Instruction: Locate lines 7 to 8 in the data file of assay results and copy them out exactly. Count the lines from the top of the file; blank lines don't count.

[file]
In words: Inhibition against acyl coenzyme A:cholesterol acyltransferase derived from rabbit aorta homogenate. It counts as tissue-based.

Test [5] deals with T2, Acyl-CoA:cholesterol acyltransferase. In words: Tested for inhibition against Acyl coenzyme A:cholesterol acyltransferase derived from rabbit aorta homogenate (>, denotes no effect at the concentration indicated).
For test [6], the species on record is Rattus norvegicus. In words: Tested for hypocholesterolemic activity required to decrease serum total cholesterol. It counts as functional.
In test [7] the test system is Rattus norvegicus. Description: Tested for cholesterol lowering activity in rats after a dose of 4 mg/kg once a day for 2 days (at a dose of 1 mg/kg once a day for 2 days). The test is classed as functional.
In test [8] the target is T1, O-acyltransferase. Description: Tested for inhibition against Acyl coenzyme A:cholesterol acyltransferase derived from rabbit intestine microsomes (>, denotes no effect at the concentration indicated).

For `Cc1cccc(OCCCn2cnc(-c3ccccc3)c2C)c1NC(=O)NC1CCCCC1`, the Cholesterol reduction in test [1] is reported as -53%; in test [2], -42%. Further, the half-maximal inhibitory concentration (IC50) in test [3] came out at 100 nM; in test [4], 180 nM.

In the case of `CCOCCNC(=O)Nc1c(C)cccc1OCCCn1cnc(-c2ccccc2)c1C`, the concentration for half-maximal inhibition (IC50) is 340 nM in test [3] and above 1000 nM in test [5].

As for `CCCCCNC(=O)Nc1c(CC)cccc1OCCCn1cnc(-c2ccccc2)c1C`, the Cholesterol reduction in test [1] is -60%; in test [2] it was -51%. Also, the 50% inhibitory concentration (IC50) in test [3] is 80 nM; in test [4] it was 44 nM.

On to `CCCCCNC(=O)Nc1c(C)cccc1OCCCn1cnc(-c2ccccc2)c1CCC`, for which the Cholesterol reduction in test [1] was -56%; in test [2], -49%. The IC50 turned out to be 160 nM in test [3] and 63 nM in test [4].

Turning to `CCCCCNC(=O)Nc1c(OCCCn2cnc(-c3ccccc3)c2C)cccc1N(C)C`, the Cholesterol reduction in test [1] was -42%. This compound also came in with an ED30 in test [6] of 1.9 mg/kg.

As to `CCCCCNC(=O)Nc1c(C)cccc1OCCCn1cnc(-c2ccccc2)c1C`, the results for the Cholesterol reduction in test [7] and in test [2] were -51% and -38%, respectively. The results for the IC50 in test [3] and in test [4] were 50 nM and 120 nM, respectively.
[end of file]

In the case of `CCOCCNC(=O)Nc1c(C)cccc1OCCCn1cnc(-c2ccccc2)c1C`, the concentration for half-maximal inhibition (IC50) is 340 nM in test [3] and above 1000 nM in test [5].

As for `CCCCCNC(=O)Nc1c(CC)cccc1OCCCn1cnc(-c2ccccc2)c1C`, the Cholesterol reduction in test [1] is -60%; in test [2] it was -51%. Also, the 50% inhibitory concentration (IC50) in test [3] is 80 nM; in test [4] it was 44 nM.